This article takes its point of departure in the view of public e-services being developed in order to increase agency efficiency and offer benefits to citizens in terms of easier access, more information or higher quality in their agency interactions. These main goals of e-government have often been addressed as two interplaying outcomes of public e-service development, which are possible to achieve in parallel. We question this view as being too simplified and to some extent naïve. Many e-government studies emphasize that the stakeholders present in e-government are defined as a government agency and a citizen interacting through, for example an internet-based public e-service (e.g., Flak et al., 2007, Grönlund and Horan, 2005 and Yildiz, 2007). These two stakeholders are often taken for granted in research and in practice; the agency offers a communication medium to citizens who act as private persons towards the agency. In this article, we conduct a stakeholder centered analysis of empirical data and findings from a qualitative case study, in order to illustrate that this one-to-one relationship between government and citizen is too simplified in order to understand public e-services. Stakeholders can have different roles and belong to stakeholder groups; a certain profession for example. We agree with scholars, such as Tranmüller and Wimmer (2000) and Flak et al. (2007), who state that e-government involves many different stakeholder groups that need to be considered when developing e-services. Janssen and Cresswell (2005), Schneider (2002) and Kamal, Weerakkody, and Irani (2011) also highlight that e-government initiatives involve many different stakeholders situated both inside and outside the organization in focus. Thus, we can distinguish between internal and external stakeholders as well as direct and indirect stakeholders (cf. also Gelders, Galetzka, Verckens, & Seydel, 2008). In the present case, further described below, we study the development of a public e-service for handling student anonymity during written exams at a Swedish university. The e-service is developed and offered by the university, which has the agency role in this case. The e-service has several distinct user groups, both internal users working at the agency (teachers, administrators, and exam supervisors) and external users acting in the role of citizens (students). This diversity in user roles implies that users of public e-services are a heterogeneous group. We therefore argue that stakeholder theory (e.g., Freeman, 1984), often used when describing and analyzing private firms, can be fruitful to use in the e-government context as well. This is supported by several scholars who have applied stakeholder theory in e-government (e.g., Carter and Bélanger, 2005, Chan et al., 2003, Flak and Nordheim, 2006, Flak and Rose, 2005, Pardo and Scholl, 2002, Sæbø et al., 2011 and Scholl, 2001). Our analysis is based on two theoretical models. We use the typology by Mitchell, Agle, and Wood (1997), introduced in the next section, which explains how stakeholders' salience depends on their differing degree of power, legitimacy and urgency. By using this typology we are able to analyze e-government stakeholders' salience with our case as a point of departure. Our second theoretical analysis model is a conceptualization of e-government entities by Sæbø et al. (2011), who further developed the entities from Flak et al. (2007). The e-government entities model, introduced in the next section, is proposed as a way to contextualize stakeholders in e-government in a more detailed way than just distinguishing between government and citizens Sæbø et al. (2011). Thus, by applying the e-government entities model we get a more fine-grained conceptualization of e-government stakeholders. Sæbø et al. (2011) have developed the entities from a national government agency perspective. In their article, Sæbø et al. (2011) unpack the concept of stakeholder salience, and we relate to this on-going discussion by elaborating on how this conceptualization informs our case when we apply the concepts on a local level of e-government. We discuss how identified stakeholders differ in opinions and expectations regarding a public e-service, as well as in what way their activities are affected by the e-service, and relate these findings to the notion of stakeholder salience. We argue that this conceptualization can be useful in the future development of more comprehensive and successful e-services. Such e-services might succeed to balance the two main e-government objectives; reaching both agency efficiency and citizen benefits. The research question we focus on in this article is what insights we can gain from identifying involved e-government stakeholders in more detail than just distinguishing between agencies and citizens. We use empirical illustrations from the studied e-service development and implementation process in order to identify stakeholder groups and to discuss how they differ in their perceptions and consequently also in their feelings of relevance and need related to the e-service. Following this line of argument, the purpose of the article is to show that the two most frequently used stakeholders of e-government (agencies and citizens) are much too extensive and heterogeneous to address, in order to reach the commonly anticipated win–win situation, with increased quality for citizens and increased efficiency for agencies. By presenting this diversity in opinions we add further understanding to the notion of e-services as being more or less beneficial for certain stakeholders. By adopting a multi-faceted perspective on stakeholders, public e-service development can be analyzed and understood in a way that takes several stakeholder groups into account. Our approach is supported by studies of Flak and Nordheim (2006) and Sæbø et al. (2011) which indicate that few e-government studies so far have explicitly addressed the stakeholder complexity and its inherent challenges. After this introduction, the article is organized in the following way: in Section 2 we discuss the theoretical concept of stakeholders in e-government. The case is described in Section 3 followed by the research design in Section 4. The empirical findings from our case study are presented in Section 5. In Section 6 the findings are analyzed and discussed. The article is concluded in Section 7, in which we also make some statements about the need for further research efforts in this area.
نتیجه گیری انگلیسی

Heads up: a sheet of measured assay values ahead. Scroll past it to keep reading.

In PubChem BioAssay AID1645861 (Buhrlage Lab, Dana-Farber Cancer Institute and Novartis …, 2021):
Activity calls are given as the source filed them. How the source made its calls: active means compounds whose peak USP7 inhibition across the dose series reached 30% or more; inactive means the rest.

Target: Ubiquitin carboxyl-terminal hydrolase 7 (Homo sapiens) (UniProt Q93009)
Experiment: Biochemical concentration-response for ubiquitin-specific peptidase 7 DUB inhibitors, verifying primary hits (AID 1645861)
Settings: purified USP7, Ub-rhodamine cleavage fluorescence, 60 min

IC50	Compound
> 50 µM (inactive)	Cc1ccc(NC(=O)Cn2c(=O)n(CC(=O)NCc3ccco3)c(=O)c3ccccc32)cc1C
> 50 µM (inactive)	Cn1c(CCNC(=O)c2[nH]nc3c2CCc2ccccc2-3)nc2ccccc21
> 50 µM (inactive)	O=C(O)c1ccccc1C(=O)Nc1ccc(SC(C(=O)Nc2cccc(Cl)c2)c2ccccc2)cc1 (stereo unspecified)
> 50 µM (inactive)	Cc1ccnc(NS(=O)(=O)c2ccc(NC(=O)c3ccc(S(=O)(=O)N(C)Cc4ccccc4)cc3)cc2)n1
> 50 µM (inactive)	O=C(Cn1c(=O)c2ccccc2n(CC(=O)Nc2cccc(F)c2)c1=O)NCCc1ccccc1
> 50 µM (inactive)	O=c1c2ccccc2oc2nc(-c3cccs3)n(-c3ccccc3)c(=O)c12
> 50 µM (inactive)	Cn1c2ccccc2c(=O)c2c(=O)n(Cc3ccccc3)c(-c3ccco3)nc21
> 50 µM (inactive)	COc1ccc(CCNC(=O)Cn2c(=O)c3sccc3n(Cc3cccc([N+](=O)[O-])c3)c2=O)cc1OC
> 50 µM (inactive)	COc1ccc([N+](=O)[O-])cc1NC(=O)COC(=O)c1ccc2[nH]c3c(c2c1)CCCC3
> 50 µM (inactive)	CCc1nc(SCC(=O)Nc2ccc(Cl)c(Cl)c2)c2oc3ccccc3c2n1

This article's main contribution is to show that the two usually mentioned stakeholders of e-government (agencies and citizens) are too extensive and abstract to address in order to reach a situation with both increased service quality for citizens and increased efficiency for agencies. Our intention has been to illustrate what insights we can gain from identifying involved e-government stakeholders in more detail than just distinguishing between agencies and citizens. The result of conducting a stakeholder centered analysis of the development and implementation process of a public e-service is that we, by visualizing the stakeholder groups' differences (cf. Flak and Rose, 2005 and Sæbø et al., 2011), are better prepared to meet and combine different needs related to a planned e-service. Thus, we argue that a stakeholder centered analysis of expectations and opinions concerning the e-service help to develop e-services possible to succeed in offering both external service and internal efficiency. Understanding different stakeholders' expectations is also crucial in order to prepare and anchor changes in e-service development and implementation through information and training. The studied case also showed that some stakeholder groups are more affected by the e-service in their activities than others. This is important to consider when deciding how to involve different stakeholder groups, making best use of their knowledge and expertise within an efficient e-service development process. A crucial conclusion that can be drawn from this study is, thus, that an appropriate understanding of an e-service's internal and external stakeholder groups is important in order to get an adequate view of the complexity related to the use of a public e-service. This conclusion is in line with, e.g., Kamal et al.'s (2011) viewing of stakeholders both from inside (internal) and outside (external) an organization. However, the results in the present study show that the stakeholder group outside the organization – the students – are directly affected (i.e., “served”) by the e-service. There is often a stakeholder group that is supposed to be served by the e-service (cf. Goldkuhl, 2007; ISO 9004-2, 1991) – the students in our case – but this group cannot be the only one in focus. e-Services are developed to generate public value (Grimsley & Meehan, 2007) to citizens, but given that several stakeholder groups are related to an e-service, the sometimes complex relations between these groups must also be understood. Chan et al. (2003) show how some stakeholders are dependent on an e-service while other stakeholders are necessary for the e-service, which is also a situation present in the case we studied. This situation results in complicated stakeholder relations that need to be identified, understood and managed in a proper way (cf. also Sæbø et al., 2011). Stakeholders also differ in their power, legitimacy and urgency in relation to the e-service (Mitchell et al., 1997). The focus on internal stakeholders without any explicit need for the e-service (i.e., no outspoken need to be served) provided us with a more nuanced and critical understanding of the studied process. A more traditional focus on citizens (the students) and government agency (the university) would instead have indicated a more simplified win–win situation. This is an important lesson to learn in order to understand the effects of e-government implementations. Another implication found in this case is the multi-faceted view we can put on security and transparency when we highlight several stakeholders' relation to the e-service. A secure and transparent marking process was the argument driving the change process from both the students' and the university management's perspective. As stated earlier, the university management had a strong focus on external aspects during the development and implementation process. Still, the e-service made it possible to detect incorrect behavior and trace the teachers who misused the system and, thus, violated the new standardized process. This is an example of how an e-service can be used to ‘serve’ some stakeholders' interests and simultaneously restrict others', both deliberately and more unconsciously. This differentiation becomes explicit when viewing an e-service's stakeholders in an integrated way. The notion of this is important for those responsible for implementing e-services, in order to succeed in offering both external service and internal efficiency. Another important finding in this study is the illustration of the dynamic shifts of stakeholder salience across the groups during the pre-implementation and post-implementation phases, as depicted in the analysis above. The dynamics of stakeholder salience is frequently discussed (e.g., Mitchell et al., 1997; Sæbø, et al., 2011), but rarely illustrated; a few exceptions are Kamal et al. (2011) and Scholl (2004). Our study contributes with insights about a situation where stakeholder salience changes over time while some stakeholder groups have low salience during the entire process. The e-service was seen as a success without taking these stakeholder groups into consideration, which illustrates our statement that it is too naïve to view e-service development as a process mutually beneficial for two stakeholders; government and citizens. We applied the e-government entities model (Sæbø et al., 2011) to our case which resulted in suggestions of some new sub category names, compared to the original model. The case's local focus is probably a reason for these conceptual changes. We also identified that the government concept in the model involves stakeholders acting in the roles of public representatives. Similarly, we argue that the user concept in the model should not exclusively be used for “citizens”. Instead, the division between government and citizens can be distinguished as stakeholders acting as public representatives versus individuals. This somewhat different division, compared to the original model (Sæbø et al., 2011), emerged when we mapped the entire process (pre- and post-implementations) to the model. Thus, this article contributes with an application of the e-government entities model in a local e-government setting. This study provides us with some illustrations of how e-service development can create different expectations also within involved stakeholder groups. The intention has been to add further understanding to the discussion and notion of different stakeholders in e-government. Increased understanding of this complexity can help us develop public e-services that balance different stakeholder groups' needs in a successful way. Our intention has not been to give any statistically valid explanations of the studied phenomena. The characteristics we have found in this case (e.g. the notion of need for the e-service) have to be followed up and compared to other cases. Complementary studies could also focus more on external stakeholder groups (i.e., citizens). The manner in which we have conducted this study only provides us with snap-shots of the inner workings of the studied organization. Yet, these snap-shots illustrate the importance of widening our perception of who is a stakeholder and when, and to take these stakeholder views into account.